Why chimpanzees carry dead infants: an empirical assessment of existing hypotheses


Lonsdorf, EV; Wilson, ML; Boehm, E; Delaney-Soesman, J; Grebey, T; Murray, C; Wellens, K; Pusey, AE


The study of non-human primate thanatology has expanded dramatically in recent years as scientists seek to understand the evolutionary roots of human death concepts and practices. However, observations of how conspecifics respond to dead individuals are rare and highly variable. Mothers of several species of primate have been reported to carry and continue to interact with dead infants. Such interactions have been proposed to be related to maternal condition, attachment, environmental conditions or reflect a lack of awareness that the infant has died. Here, we tested these hypotheses using a dataset of cases of infant corpse carrying by chimpanzees in Gombe National Park, Tanzania (n = 33), the largest dataset of such cases in chimpanzees. We found that mothers carried infant corpses at high rates, despite behavioural evidence that they recognize that death has occurred. Median duration of carriage was 1.83 days (interquartile range = 1.03-3.59). Using an information theoretic approach, we found no support for any of the leading hypotheses for duration of continued carriage. We interpret these data in the context of recent discussions regarding what non-human primates understand about death.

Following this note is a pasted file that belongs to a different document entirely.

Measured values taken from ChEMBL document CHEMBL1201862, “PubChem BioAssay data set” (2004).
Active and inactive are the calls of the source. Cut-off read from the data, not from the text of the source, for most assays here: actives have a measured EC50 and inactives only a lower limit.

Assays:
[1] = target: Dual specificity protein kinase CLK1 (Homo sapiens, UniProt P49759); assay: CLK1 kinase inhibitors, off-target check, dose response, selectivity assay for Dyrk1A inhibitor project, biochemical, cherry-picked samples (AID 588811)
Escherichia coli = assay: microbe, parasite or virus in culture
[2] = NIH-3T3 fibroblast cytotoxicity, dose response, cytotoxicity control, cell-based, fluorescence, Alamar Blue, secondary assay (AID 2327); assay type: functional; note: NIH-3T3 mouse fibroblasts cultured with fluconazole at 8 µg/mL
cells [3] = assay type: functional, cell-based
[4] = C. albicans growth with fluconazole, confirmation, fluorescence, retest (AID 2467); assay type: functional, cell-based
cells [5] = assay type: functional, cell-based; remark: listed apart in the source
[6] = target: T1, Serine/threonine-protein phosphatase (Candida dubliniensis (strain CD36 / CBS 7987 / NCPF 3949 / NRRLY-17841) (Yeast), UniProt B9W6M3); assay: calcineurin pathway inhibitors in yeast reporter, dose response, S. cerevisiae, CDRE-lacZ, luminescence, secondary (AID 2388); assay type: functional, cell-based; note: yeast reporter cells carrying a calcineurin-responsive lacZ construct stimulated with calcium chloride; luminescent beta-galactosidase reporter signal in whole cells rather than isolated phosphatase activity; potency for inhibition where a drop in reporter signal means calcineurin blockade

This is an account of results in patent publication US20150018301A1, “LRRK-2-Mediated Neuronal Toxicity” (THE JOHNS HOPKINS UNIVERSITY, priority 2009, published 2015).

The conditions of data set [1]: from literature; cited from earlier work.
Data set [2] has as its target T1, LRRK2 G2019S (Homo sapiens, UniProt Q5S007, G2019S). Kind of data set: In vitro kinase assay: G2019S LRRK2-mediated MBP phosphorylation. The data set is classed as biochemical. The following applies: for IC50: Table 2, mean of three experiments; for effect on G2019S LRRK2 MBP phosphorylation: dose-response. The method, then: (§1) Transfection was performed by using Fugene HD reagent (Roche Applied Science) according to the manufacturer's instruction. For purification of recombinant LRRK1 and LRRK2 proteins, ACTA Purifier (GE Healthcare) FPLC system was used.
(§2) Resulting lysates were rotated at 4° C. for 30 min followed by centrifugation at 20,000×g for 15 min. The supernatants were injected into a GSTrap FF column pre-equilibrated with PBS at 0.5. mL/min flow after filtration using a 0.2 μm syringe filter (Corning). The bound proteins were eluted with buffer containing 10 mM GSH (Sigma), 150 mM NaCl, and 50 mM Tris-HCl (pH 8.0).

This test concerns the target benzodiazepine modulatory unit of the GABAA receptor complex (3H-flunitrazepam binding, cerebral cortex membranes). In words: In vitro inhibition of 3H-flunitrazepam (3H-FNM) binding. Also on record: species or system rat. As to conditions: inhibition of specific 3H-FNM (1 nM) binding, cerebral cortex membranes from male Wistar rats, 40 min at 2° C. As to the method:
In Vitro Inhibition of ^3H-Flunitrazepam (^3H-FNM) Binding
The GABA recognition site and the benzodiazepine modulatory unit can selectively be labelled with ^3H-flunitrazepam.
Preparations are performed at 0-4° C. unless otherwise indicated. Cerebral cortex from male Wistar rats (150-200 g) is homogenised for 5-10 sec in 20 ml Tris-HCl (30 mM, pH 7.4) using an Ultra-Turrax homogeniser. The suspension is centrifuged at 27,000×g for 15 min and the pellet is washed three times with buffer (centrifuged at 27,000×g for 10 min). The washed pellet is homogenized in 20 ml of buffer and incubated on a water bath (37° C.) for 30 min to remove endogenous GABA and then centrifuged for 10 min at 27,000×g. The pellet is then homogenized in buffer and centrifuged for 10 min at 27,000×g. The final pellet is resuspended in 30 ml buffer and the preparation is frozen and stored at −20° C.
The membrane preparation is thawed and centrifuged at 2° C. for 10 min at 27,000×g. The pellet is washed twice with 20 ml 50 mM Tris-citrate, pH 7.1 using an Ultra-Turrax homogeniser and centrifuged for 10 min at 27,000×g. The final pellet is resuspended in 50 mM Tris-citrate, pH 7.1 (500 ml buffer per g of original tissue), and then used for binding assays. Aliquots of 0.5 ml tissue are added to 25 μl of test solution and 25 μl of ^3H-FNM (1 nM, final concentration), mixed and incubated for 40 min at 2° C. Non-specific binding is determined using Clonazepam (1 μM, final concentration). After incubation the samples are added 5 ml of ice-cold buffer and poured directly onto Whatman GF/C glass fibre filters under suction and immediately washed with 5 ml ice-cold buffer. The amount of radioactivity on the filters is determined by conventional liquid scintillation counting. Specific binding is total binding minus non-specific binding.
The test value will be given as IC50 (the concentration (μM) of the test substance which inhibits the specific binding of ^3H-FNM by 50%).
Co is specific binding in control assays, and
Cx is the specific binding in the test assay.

Lonsdorf, E. V., M. L. Wilson, E. Boehm, J. Delaney-Soesman, T. Grebey, C. Murray, K. Wellens, and A. E. Pusey. “Why chimpanzees carry dead infants: an empirical assessment of existing hypotheses.” Royal Society Open Science 7, no. 7 (July 1, 2020). https://doi.org/10.1098/rsos.200931.

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